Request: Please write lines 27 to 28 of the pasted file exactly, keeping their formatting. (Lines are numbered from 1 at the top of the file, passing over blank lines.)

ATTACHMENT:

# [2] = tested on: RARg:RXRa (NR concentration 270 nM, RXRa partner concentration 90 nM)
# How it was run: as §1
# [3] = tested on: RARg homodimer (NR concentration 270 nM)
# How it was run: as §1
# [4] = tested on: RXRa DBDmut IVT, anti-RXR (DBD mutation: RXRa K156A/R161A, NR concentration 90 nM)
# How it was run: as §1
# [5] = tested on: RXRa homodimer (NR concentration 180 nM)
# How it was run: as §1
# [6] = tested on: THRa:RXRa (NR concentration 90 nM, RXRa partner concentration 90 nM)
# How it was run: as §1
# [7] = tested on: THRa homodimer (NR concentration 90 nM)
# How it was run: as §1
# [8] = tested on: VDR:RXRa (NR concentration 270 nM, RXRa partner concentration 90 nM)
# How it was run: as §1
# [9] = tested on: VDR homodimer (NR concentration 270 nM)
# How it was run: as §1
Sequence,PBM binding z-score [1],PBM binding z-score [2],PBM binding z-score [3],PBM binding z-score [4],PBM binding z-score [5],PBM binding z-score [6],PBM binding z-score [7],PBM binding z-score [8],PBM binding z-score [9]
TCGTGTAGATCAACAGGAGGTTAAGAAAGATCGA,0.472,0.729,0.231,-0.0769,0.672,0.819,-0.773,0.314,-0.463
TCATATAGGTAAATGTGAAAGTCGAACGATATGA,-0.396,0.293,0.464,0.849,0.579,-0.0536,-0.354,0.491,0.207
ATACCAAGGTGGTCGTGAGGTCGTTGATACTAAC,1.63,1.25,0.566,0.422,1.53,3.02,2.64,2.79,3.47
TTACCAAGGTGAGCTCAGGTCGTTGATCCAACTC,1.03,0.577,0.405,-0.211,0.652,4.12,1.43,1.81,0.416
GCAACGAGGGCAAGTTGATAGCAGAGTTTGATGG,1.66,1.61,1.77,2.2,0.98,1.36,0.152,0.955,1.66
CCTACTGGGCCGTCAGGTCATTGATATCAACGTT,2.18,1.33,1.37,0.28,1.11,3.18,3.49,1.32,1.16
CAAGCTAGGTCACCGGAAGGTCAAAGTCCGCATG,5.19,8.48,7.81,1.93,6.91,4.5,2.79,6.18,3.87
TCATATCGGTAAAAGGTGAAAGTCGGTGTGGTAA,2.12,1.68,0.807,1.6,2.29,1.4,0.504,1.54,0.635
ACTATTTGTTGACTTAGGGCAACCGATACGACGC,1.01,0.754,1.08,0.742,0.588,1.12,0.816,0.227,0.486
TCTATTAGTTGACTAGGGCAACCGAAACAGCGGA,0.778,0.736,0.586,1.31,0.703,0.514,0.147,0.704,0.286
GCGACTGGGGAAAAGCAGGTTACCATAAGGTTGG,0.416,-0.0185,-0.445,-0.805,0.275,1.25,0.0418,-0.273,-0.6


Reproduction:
TCTATTAGTTGACTAGGGCAACCGAAACAGCGGA,0.778,0.736,0.586,1.31,0.703,0.514,0.147,0.704,0.286
GCGACTGGGGAAAAGCAGGTTACCATAAGGTTGG,0.416,-0.0185,-0.445,-0.805,0.275,1.25,0.0418,-0.273,-0.6